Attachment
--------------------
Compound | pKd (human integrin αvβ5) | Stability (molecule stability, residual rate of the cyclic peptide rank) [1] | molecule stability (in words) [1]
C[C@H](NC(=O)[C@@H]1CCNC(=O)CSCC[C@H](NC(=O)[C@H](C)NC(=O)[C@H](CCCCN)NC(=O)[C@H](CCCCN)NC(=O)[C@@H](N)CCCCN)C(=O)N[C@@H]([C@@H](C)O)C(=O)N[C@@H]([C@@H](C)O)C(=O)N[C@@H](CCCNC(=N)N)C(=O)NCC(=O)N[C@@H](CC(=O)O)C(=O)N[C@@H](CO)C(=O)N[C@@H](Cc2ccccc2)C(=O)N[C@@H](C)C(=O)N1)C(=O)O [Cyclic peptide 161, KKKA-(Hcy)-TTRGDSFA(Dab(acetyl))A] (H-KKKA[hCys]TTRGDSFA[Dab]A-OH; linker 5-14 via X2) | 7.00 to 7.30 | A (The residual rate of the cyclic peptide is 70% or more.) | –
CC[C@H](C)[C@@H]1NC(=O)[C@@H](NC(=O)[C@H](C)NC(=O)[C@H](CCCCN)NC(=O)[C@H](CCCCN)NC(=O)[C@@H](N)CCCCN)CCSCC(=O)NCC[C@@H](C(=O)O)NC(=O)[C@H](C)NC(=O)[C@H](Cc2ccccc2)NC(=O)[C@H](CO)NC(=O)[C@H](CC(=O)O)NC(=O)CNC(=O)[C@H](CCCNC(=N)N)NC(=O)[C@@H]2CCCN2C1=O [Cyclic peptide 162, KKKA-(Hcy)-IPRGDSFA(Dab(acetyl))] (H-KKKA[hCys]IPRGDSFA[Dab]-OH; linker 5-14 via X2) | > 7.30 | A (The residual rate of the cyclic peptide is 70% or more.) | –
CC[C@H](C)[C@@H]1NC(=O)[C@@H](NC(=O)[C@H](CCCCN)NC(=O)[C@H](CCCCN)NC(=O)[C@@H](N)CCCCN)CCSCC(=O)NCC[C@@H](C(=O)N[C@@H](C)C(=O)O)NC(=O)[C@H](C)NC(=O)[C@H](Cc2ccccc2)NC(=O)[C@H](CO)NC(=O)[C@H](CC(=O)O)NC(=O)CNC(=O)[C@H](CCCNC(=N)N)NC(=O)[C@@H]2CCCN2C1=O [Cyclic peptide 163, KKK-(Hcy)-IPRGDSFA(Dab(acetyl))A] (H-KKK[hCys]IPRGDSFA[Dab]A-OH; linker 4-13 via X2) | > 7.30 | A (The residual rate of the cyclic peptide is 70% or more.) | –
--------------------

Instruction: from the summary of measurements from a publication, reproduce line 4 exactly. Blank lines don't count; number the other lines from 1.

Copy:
CC[C@H](C)[C@@H]1NC(=O)[C@@H](NC(=O)[C@H](CCCCN)NC(=O)[C@H](CCCCN)NC(=O)[C@@H](N)CCCCN)CCSCC(=O)NCC[C@@H](C(=O)N[C@@H](C)C(=O)O)NC(=O)[C@H](C)NC(=O)[C@H](Cc2ccccc2)NC(=O)[C@H](CO)NC(=O)[C@H](CC(=O)O)NC(=O)CNC(=O)[C@H](CCCNC(=N)N)NC(=O)[C@@H]2CCCN2C1=O [Cyclic peptide 163, KKK-(Hcy)-IPRGDSFA(Dab(acetyl))A] (H-KKK[hCys]IPRGDSFA[Dab]A-OH; linker 4-13 via X2) | > 7.30 | A (The residual rate of the cyclic peptide is 70% or more.) | –